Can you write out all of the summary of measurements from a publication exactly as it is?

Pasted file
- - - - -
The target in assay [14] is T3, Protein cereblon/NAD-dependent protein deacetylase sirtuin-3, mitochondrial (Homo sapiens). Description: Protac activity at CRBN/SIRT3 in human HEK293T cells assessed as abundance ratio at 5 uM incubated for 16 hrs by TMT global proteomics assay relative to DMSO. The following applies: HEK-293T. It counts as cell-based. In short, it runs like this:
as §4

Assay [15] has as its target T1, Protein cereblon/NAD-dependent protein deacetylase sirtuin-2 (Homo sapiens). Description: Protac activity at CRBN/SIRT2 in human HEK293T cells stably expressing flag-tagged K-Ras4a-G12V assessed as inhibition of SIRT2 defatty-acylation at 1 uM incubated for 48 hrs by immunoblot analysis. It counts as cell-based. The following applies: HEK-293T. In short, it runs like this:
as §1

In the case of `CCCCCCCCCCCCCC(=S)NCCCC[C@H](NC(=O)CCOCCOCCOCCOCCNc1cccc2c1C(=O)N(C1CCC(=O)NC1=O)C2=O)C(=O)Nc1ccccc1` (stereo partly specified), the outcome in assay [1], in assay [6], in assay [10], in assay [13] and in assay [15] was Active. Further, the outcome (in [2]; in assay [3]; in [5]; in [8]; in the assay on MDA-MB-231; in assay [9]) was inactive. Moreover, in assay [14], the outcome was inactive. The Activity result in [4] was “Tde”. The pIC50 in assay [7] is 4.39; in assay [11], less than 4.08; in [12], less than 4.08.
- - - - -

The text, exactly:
The target in assay [14] is T3, Protein cereblon/NAD-dependent protein deacetylase sirtuin-3, mitochondrial (Homo sapiens). Description: Protac activity at CRBN/SIRT3 in human HEK293T cells assessed as abundance ratio at 5 uM incubated for 16 hrs by TMT global proteomics assay relative to DMSO. The following applies: HEK-293T. It counts as cell-based. In short, it runs like this:
as §4

Assay [15] has as its target T1, Protein cereblon/NAD-dependent protein deacetylase sirtuin-2 (Homo sapiens). Description: Protac activity at CRBN/SIRT2 in human HEK293T cells stably expressing flag-tagged K-Ras4a-G12V assessed as inhibition of SIRT2 defatty-acylation at 1 uM incubated for 48 hrs by immunoblot analysis. It counts as cell-based. The following applies: HEK-293T. In short, it runs like this:
as §1

In the case of `CCCCCCCCCCCCCC(=S)NCCCC[C@H](NC(=O)CCOCCOCCOCCOCCNc1cccc2c1C(=O)N(C1CCC(=O)NC1=O)C2=O)C(=O)Nc1ccccc1` (stereo partly specified), the outcome in assay [1], in assay [6], in assay [10], in assay [13] and in assay [15] was Active. Further, the outcome (in [2]; in assay [3]; in [5]; in [8]; in the assay on MDA-MB-231; in assay [9]) was inactive. Moreover, in assay [14], the outcome was inactive. The Activity result in [4] was “Tde”. The pIC50 in assay [7] is 4.39; in assay [11], less than 4.08; in [12], less than 4.08.